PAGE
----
Airline stocks have been flying high in 2010 thanks to renewed hopes over an economic recovery, an uptick in business travel, and a stronger dollar. The Claymore/NYSE Arca Airline ETF (NYSEARCA:FAA) has shot higher on the news, gaining nearly 5% on the week and 15% so far on the year. A slight pullback in oil prices–one of the primary negative factors weighing on the airline industry–has also added momentum to FAA in recent sessions. Ongoing concerns over the financial health of Europe have boosted the greenback, which generally moves in the opposite direction of oil.
Click to enlargeAlliance consolidation should also further help to boost revenues, as the world’s biggest airline, Delta (NYSE:DAL), looks for a new partner to assist in the expansion of international travel destinations.
Not to be outdone, several of Delta’s chief rivals are also looking to strengthen international operations. “American Airlines, British Airways, and Iberia have taken significant steps toward allaying antitrust regulators’ concerns over their proposed alliance, offering a number of gates at New York’s John F. Kennedy Airport and London’s Heathrow and Gatwick airports to competitors,” writes Christopher Hinton.
These developments could help many airlines open up more international routes, which could translate into increased profits. For many carriers, business and international are the most profitable operations.
Wall Street banks are beginning to take note of the improved outlook for the industry. UBS recently raised its target price on several carriers and Jesup & Lamont Securities forecast a smaller first-quarter loss for Delta. In further good news for Delta, the company raised its operating profit margin forecast for this quarter from 1% to 2% of sales, up from an estimate at the end of January of “break-even.”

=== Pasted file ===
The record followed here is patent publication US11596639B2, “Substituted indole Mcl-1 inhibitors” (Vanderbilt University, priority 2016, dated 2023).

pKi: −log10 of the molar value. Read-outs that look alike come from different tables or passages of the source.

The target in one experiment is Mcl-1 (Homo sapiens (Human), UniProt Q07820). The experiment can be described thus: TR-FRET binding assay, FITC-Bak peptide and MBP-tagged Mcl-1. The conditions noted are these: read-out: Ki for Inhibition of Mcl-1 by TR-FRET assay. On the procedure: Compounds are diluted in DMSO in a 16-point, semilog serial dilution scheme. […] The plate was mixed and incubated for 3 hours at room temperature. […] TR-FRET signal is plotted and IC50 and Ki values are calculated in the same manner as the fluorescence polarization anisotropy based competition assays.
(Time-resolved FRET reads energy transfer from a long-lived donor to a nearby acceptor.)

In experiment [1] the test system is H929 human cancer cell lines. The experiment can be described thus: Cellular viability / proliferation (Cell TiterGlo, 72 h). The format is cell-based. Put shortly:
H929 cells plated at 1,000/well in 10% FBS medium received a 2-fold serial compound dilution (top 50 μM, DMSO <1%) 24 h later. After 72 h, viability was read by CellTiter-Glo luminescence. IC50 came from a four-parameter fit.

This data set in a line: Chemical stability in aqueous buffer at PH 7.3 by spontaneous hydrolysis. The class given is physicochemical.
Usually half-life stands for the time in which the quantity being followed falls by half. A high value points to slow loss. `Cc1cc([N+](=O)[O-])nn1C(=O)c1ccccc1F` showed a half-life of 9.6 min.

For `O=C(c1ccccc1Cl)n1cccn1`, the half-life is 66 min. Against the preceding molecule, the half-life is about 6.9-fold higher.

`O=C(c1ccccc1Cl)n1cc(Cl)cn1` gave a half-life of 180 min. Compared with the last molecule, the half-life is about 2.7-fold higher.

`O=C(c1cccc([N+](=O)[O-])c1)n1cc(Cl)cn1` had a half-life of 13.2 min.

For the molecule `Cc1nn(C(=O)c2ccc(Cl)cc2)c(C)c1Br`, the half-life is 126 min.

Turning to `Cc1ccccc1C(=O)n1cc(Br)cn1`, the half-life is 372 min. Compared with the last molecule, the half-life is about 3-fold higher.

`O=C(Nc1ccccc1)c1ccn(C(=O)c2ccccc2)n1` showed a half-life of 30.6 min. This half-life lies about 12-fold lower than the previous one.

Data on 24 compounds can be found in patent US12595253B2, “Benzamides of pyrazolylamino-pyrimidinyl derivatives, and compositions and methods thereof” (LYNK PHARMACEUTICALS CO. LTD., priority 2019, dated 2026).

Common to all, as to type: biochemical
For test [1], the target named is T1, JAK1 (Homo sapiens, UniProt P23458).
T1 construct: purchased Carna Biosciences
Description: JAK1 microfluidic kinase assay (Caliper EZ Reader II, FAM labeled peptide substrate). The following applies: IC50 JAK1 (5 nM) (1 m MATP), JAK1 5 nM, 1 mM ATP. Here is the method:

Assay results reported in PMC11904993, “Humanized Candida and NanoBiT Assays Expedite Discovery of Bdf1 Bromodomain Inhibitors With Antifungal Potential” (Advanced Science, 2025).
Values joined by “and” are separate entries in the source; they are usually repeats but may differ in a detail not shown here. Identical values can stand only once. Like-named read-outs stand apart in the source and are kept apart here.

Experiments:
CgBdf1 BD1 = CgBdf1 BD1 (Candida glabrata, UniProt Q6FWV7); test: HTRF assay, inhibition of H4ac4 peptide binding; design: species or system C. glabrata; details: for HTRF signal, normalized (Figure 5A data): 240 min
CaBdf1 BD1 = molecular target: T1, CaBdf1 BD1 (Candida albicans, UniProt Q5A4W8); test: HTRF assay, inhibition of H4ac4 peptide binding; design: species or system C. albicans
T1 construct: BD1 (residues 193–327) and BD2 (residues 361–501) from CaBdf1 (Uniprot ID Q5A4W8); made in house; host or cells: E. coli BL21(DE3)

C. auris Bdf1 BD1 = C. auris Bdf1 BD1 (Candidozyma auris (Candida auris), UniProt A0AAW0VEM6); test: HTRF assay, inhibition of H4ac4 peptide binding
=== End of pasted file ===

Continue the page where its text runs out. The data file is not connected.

However, the best sign for investors in Delta was the large uptick in business travelers; ticket volume was up 34% in February compared to last year, producing a 32% rise in corporate travel revenue according to Barron’s.
Inside the Airline ETF
FAA consists of 25 stocks which make up the NYSE Arca Global Airline Index. The index seeks to track U.S. and international passenger airline companies that are listed on developed and emerging global market exchanges. It is heavily skewed towards U.S. airline stocks, with just over three-fourths of the assets going to American firms. Internationally, the fund focuses on developed markets, with roughly 3.5% going to airlines based in France, Germany, and Singapore.
The top three individual weights consist of Continental (NYSE:CAL), Southwest (NYSE:LUV), and Delta which each make up roughly 15% of the total portfolio. FAA is up more than 135% over the past year, making it one of the best performers since the market bottom (see the Top Ten ETF Performers Since The Bear Market Lows). FAA charges an expense ratio of 0.65%.
Disclosure: No positions at time of writing.